How To Avoid Getting Duped By A Stripper

Family & Relationships
Photo via Wikimedia Commons

Military-related dating scams happen all the time. Whether you’ve been taken advantage of by a handsy strip club employee, or swindled into sending money abroad to save someone from destitution, there is no shortage of creative romance scamming designed to trick service members, or mislead civilians into thinking they’re falling for fake soldiers or sailors. What’s worse is that in the era of online dating and virtual correspondence, it can be difficult to weed out some of the more elaborate romance scams.


Here are five military dating scams and how to avoid them.

Local strippers in base towns

This one seems like a given, but you’d be surprised how easy it is to fall in love with a stripper. But the truth is, she doesn’t actually want to be your girlfriend. She might tell you that, but she doesn’t … unless your name is money.

Internet viruses

If it looks too good to be true, it probably is. We’ve all gotten those emails that come from attractive strangers asking for help in a complicated situation or offering the greatest night of your life. While these used to be overt — written in Comic Sans with loads of spelling errors and exclamation points — dating apps have made them harder to identify. Apps like Tinder also have problems where a fake person may message you often and quickly. They may want you to try a product or click a link to view their profile. Don’t do it. It’s likely a virus, and sometimes it’s called “phishing.”

Dating app scammers

Different from viruses, these are actual people who are trying to scam you. They may warm you up with pleasant conversation at first, but it will eventually turn into a ploy to get something from you. It may come in the form of a request for bank account information, your social security number, or straight money. These people will be cordial, but will never offer their contact information to you, or agree to meet you in person.

Fake military members

On the reverse, civilians should also be on the lookout for people posing as service members. Using various dating apps and services, these scammers will sell you a sob story about needing money or your social security number. If at any point when you date online, and someone brings up money — he or she is probably scamming you. Never send money for any reason to someone you’ve never met before. Perhaps one of the most common is the Nigerian romance scam, wherein a person with a fake identity claims to be a service member or a veteran who wants to whisk you away and marry you after deployment is over. Usually the best way to avoid falling victim to this scam is to watch for fake documents, broken English, and requests for help.

Related: Westerners are using Tinder in Afghanistan »

Mail-order brides

The internet is littered with sites that offer opportunities to marry buxom South American and Eastern European women. Though the notion of a mail-order bride may seem like a thing of the past, a newer form — an email order bride — has emerged with the birth of the world wide web. First off, according to National Organization for Women's Sonia Ossorio in 2011, “The mail-order bride industry is a softer version of human trafficking.” However, service members make for attractive targets because of the expedient citizenship or green card processes. But these marriages aren’t necessarily built to last. While some success stories are reported, many of these marriages end in divorce. We would consider a prenuptial agreement if you really do choose to go this route. But we wouldn’t advise going through with this in any capacity.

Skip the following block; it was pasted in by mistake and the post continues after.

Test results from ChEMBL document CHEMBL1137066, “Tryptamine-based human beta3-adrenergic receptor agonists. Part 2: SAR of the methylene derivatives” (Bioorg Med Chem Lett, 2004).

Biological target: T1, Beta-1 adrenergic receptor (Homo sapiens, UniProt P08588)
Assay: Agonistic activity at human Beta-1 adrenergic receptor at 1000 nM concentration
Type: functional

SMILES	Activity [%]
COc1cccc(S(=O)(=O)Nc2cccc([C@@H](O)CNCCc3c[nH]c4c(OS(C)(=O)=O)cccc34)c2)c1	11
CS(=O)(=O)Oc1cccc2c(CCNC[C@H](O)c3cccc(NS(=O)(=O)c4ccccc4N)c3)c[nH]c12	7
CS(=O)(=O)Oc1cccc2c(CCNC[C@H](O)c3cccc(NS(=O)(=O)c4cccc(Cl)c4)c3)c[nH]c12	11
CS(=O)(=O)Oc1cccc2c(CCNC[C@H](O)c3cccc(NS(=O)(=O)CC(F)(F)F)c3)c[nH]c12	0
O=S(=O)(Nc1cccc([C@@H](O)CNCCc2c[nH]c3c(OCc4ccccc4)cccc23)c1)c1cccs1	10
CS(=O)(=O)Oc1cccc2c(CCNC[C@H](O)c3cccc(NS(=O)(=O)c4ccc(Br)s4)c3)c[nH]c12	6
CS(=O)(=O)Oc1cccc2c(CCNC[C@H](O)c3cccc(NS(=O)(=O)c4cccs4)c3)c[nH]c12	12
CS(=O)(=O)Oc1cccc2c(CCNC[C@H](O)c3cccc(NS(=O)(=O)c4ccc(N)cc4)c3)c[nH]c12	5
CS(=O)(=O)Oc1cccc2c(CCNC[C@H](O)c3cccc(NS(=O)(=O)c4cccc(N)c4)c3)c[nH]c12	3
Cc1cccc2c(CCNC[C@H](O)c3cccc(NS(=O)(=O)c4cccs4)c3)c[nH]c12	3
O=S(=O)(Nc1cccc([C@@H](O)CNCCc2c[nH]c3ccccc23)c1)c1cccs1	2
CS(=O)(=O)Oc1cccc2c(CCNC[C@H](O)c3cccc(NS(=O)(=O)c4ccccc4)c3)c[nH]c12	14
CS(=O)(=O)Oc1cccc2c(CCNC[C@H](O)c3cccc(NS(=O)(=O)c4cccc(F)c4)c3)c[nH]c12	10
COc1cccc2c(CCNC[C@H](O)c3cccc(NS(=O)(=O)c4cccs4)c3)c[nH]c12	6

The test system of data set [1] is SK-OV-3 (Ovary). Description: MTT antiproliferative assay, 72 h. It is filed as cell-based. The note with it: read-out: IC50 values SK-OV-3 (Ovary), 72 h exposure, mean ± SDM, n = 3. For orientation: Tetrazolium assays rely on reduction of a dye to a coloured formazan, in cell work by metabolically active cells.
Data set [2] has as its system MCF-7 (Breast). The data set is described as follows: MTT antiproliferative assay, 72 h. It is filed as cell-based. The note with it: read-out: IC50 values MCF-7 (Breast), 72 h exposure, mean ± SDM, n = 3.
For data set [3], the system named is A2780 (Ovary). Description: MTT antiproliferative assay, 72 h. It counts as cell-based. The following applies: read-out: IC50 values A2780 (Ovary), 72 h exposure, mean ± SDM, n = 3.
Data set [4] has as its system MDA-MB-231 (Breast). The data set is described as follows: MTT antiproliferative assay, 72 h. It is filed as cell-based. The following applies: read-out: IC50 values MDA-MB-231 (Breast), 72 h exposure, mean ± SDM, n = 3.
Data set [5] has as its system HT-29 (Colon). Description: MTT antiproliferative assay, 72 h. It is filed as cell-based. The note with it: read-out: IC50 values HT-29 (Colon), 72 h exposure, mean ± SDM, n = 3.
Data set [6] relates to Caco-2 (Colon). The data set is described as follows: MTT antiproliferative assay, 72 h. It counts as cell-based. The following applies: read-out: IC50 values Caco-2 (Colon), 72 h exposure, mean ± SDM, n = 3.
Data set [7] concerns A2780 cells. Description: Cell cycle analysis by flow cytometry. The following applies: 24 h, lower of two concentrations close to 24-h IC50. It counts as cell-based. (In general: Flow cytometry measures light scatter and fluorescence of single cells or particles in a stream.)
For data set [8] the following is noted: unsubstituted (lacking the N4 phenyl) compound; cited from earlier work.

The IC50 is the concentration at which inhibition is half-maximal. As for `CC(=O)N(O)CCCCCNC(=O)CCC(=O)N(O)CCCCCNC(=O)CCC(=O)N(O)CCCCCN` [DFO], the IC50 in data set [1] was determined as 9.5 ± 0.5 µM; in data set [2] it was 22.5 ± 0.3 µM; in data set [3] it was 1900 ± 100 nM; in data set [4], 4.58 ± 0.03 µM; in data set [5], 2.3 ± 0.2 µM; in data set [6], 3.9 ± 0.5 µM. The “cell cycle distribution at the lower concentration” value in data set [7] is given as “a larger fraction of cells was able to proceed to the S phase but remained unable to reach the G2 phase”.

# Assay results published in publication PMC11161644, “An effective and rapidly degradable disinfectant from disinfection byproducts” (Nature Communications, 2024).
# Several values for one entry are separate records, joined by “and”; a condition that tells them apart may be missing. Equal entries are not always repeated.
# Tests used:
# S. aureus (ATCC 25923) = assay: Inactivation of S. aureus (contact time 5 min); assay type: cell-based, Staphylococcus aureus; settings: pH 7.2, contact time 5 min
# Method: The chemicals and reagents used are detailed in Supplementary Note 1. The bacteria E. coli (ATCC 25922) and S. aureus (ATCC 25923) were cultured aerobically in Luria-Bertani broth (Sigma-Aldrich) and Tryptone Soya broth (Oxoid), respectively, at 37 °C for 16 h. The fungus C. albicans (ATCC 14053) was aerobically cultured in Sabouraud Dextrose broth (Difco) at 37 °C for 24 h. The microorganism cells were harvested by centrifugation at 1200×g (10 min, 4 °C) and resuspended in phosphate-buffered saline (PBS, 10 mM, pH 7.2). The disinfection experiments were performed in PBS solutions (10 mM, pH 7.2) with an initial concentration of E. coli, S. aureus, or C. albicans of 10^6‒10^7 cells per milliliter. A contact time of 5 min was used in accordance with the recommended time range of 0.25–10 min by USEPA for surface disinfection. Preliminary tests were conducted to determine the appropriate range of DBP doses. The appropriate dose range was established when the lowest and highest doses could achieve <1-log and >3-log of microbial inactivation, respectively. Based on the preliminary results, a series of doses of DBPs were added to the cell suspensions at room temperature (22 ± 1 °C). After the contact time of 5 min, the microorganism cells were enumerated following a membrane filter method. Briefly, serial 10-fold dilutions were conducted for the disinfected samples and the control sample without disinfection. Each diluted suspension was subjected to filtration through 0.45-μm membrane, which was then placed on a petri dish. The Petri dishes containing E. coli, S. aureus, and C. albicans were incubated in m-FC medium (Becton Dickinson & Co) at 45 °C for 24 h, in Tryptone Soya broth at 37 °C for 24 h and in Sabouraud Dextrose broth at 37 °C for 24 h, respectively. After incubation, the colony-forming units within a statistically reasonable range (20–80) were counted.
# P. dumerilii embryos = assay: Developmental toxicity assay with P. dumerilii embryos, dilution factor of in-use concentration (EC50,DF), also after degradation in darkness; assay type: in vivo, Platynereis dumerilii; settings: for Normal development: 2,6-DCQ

U.S. Air Force/Staff Sgt. Sandra Welch

This article originally appeared on Military.com.

Inside Forward Operating Base Oqab in Kabul, Afghanistan stands a wall painted with a mural of an airman kneeling before a battlefield cross. Beneath it, a black gravestone bookended with flowers and dangling dog tags displays the names of eight U.S. airmen and an American contractor killed in a horrific insider attack at Kabul International Airport in 2011.

It's one of a number of such memorials ranging from plaques, murals and concrete T-walls scattered across Afghanistan. For the last eight years, those tributes have been proof to the families of the fallen that their loved ones have not been forgotten. But with a final U.S. pullout from Afghanistan possibly imminent, those families fear the combat-zone memorials may be lost for good.

Read More Show Less
DOD photo

After a string of high profile incidents, the commander overseeing the Navy SEALs released an all hands memo stating that the elite Naval Special Warfare community has a discipline problem, and pinned the blame on those who place loyalty to their teammates over the Navy and the nation they serve.

Read More Show Less
Ed Mahoney/Kickstarter

In June 2011 Iraq's defense minister announced that U.S. troops who had deployed to the country would receive the Iraq Commitment Medal in recognition of their service. Eight years later, millions of qualified veterans have yet to receive it.

The reason: The Iraqi government has so far failed to provide the medals to the Department of Defense for approval and distribution.

A small group of veterans hopes to change that.

Read More Show Less
F-16 Fighting Falcon (Photo: US Air Force)

For a cool $8.5 million, you could be the proud owner of a "fully functioning" F-16 A/B Fighting Falcon fighter jet that a South Florida company acquired from Jordan.

The combat aircraft, which can hit a top speed of 1,357 mph at 40,000 feet, isn't showroom new — it was built in 1980. But it still has a max range of 2,400 miles and an initial climb rate of 62,000 feet per minute and remains militarized, according to The Drive, an automotive website that also covers defense topics, WBDO News 96.5 reported Wednesday.

Read More Show Less